is cultural sociology doomed?

The generally quite good culture miniconference today at the HBS (by the way, that is one heck of a facility) was marred by far too much hand-wringing about how cultural sociology is not taken seriously, not paid attention to, the “ugly stepsister” (someone else’s words, pregnant as they are with sexism) of sociology, and so on. This is not my experience, and seems at odds with the sheer size of the section (second only to sex and gender, and who can compete with sex?).  Bob Wuthnow asked in 1997 whether cultural sociology is doomed. I offer an alternative hypothesis, only partially ironically: marginality is so much a part of cultural sociologists’ self-image that the hand-wringing is actually a form of self-congratulation. (This might make prestige an “inferior good”?) Comments?


1. I bought new shoes. They look a lot like the two right shoes I already brought to Boston.
2. I have the Scatterplot ribbons. They sparkle.
3. I’ve set aside my bitterness at being thwarted in my efforts to get people to mass twittercast ASA last year, and I am all set up to be twittering it now. Thanks to Contexts, you can follow the action here.
4. Scatterplot party at City Bar tonight at 7. Meanwhile, the time and location of The Soc Shrine High Tea remains shrouded in secrecy.

be your favorite sociologist!

I haven’t looked at the ASA messaging service yet. But, in my inbox yesterday already:

You have received an Electronic Postcard.

To: jeremyfreese[at]gmail
From: jfreese[at]northwestern
Subject: ASA 2009: Thanks to ASA, I am You

So, yeah, change your password.

I’m looking forward to seeing you.


The postcard did have a nice photo of the USS Constitution and the Bunker Hill Monument.

public sociology in farmtown (4): white supremacy

It is important to place this discussion in the context of the whole conference, so it you are new to this series, please check out the previous post.  For a quick recap, I’m writing about a two-day conference on racial disparities in incarceration and education at a university in a rural area I call Farmtown.  The previous post focused the first half of the first day and the ways information was brought into the group.  This post focuses on the second part of the first day, which ran from 3:15 – 9pm.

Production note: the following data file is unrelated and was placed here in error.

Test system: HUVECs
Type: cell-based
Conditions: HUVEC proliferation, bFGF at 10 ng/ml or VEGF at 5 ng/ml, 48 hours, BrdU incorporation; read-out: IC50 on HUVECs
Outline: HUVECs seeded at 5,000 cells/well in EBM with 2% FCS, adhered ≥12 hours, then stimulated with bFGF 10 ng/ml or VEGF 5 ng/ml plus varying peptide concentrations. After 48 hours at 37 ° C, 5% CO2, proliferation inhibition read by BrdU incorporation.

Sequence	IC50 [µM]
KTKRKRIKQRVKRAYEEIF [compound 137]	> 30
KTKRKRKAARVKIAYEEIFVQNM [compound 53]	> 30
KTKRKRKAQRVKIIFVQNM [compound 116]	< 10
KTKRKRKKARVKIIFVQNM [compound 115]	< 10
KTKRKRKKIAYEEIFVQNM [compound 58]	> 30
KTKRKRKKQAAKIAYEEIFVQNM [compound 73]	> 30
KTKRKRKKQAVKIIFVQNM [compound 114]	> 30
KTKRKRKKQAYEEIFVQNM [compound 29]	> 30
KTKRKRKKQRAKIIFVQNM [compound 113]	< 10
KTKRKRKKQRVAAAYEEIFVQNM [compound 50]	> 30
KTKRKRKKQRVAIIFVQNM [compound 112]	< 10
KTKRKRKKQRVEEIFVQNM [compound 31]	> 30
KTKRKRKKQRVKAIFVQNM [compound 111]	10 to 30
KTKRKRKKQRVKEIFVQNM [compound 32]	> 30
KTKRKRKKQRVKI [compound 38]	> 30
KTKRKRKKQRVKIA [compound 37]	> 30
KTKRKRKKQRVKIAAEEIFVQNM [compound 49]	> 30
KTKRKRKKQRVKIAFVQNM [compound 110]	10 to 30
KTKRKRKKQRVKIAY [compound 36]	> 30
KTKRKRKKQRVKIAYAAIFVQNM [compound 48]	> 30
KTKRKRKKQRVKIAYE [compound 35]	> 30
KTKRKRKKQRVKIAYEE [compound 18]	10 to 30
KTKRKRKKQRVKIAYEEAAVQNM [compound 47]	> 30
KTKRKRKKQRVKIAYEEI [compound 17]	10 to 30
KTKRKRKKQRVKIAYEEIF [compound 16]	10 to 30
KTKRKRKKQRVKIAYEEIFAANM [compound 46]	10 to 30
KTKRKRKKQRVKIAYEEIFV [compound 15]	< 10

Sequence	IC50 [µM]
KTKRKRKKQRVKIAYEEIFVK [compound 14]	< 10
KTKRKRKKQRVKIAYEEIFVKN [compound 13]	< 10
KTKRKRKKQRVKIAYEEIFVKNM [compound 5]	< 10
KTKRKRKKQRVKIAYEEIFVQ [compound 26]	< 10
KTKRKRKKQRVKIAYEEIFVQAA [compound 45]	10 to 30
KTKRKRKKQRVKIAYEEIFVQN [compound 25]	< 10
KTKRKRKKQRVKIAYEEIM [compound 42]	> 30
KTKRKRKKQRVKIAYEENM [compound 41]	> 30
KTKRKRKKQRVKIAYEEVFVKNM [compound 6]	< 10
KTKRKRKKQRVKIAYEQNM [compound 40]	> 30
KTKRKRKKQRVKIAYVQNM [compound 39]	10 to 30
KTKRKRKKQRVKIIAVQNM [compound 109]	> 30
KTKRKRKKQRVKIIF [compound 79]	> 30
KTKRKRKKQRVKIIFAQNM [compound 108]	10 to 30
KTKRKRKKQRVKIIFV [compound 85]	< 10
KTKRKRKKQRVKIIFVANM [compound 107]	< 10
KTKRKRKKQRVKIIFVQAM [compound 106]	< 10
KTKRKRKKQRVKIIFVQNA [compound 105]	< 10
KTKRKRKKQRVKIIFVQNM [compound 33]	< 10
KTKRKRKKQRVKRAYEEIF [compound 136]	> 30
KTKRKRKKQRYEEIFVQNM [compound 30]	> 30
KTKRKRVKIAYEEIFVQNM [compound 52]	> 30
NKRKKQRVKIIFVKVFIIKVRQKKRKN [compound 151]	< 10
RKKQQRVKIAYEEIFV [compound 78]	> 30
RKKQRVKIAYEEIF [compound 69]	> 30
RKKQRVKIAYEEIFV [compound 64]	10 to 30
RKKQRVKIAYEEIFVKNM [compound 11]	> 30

Two Farmtown professors do the short version of a workshop they’ve done often before for white faculty at their institution on the ideology of white supremacy.  The black social science professor goes first, and it is relevant to note that he is older, in his sixties.  His title is “isms and schisms.”  The point is about how demographic differences become structures of inequality.  He talks about how people respond to experiences of discrimination and then asks people what they see when the imagine pictures of powerful groups (i.e. Congress, Supreme Court).   We are supposed to say “white male.”  I hear one of the officers next to me say something like “mostly white males with some women and a few blacks and latinos” to Congress, and for the Supreme Court says “mostly white men and a woman and a black man.”   At the end of this exercise, he requires the white man to answer his “what do you see?” question, and the answer is “mostly white men.”  I’m glad I’m not put on the spot like that.  I learn later that the speaker always forces a white person to answer this question.  Continue reading “public sociology in farmtown (4): white supremacy”

all right

As I was getting ready for the dinner for the miniconference I’m attending tonight, I took my dress shoes out of my suitcase and put them on. My left foot was uncomfortable. I looked down and saw that I had put my right shoe on my left foot. Except my right shoe was also on my right foot. It took me a few moments before I remembered that the reason that I bought the dress shoes that I did a few months ago is that they looked like this older pair that I liked. A trip to a shoe store in Boston will be made tomorrow, although it was my Converse All-Stars at the dinner tonight.

oh, don’t forget

I just had a panic, thinking that I had forgotten to order the awards plaques for sexualities section awards. It turns out that I hadn’t forgotten that. I had forgotten that we agreed that a different section officer would do it, starting this year. Whew! Tonight, I’ll probably have that dream where I’ve forgotten my presentation, realizing that only after I’m introduced and everyone is looking at me. Thursday, I’ll probably really forget to pack that doohickey that Mac users need to fit into that ridiculously huge projector cable.